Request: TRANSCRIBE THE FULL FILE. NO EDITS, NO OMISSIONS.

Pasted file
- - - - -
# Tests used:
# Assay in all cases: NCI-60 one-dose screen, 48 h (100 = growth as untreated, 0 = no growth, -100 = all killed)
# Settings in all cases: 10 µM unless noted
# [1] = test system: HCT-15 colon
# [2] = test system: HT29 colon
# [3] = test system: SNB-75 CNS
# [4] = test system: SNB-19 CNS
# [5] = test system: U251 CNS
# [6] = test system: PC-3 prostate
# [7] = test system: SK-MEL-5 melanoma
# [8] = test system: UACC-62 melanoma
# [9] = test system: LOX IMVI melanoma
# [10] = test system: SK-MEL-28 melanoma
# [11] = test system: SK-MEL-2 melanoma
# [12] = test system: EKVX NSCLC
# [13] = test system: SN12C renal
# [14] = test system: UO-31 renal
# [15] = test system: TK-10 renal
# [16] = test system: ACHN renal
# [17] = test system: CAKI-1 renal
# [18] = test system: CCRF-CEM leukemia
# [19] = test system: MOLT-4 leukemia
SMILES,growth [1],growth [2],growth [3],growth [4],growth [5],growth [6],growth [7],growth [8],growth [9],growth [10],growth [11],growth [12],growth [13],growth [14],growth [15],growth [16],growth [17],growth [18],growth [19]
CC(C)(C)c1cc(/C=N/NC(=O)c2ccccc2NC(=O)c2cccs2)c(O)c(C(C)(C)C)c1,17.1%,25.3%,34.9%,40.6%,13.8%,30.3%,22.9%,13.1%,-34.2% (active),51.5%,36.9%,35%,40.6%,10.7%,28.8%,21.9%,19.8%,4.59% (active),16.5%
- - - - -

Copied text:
# Tests used:
# Assay in all cases: NCI-60 one-dose screen, 48 h (100 = growth as untreated, 0 = no growth, -100 = all killed)
# Settings in all cases: 10 µM unless noted
# [1] = test system: HCT-15 colon
# [2] = test system: HT29 colon
# [3] = test system: SNB-75 CNS
# [4] = test system: SNB-19 CNS
# [5] = test system: U251 CNS
# [6] = test system: PC-3 prostate
# [7] = test system: SK-MEL-5 melanoma
# [8] = test system: UACC-62 melanoma
# [9] = test system: LOX IMVI melanoma
# [10] = test system: SK-MEL-28 melanoma
# [11] = test system: SK-MEL-2 melanoma
# [12] = test system: EKVX NSCLC
# [13] = test system: SN12C renal
# [14] = test system: UO-31 renal
# [15] = test system: TK-10 renal
# [16] = test system: ACHN renal
# [17] = test system: CAKI-1 renal
# [18] = test system: CCRF-CEM leukemia
# [19] = test system: MOLT-4 leukemia
SMILES,growth [1],growth [2],growth [3],growth [4],growth [5],growth [6],growth [7],growth [8],growth [9],growth [10],growth [11],growth [12],growth [13],growth [14],growth [15],growth [16],growth [17],growth [18],growth [19]
CC(C)(C)c1cc(/C=N/NC(=O)c2ccccc2NC(=O)c2cccs2)c(O)c(C(C)(C)C)c1,17.1%,25.3%,34.9%,40.6%,13.8%,30.3%,22.9%,13.1%,-34.2% (active),51.5%,36.9%,35%,40.6%,10.7%,28.8%,21.9%,19.8%,4.59% (active),16.5%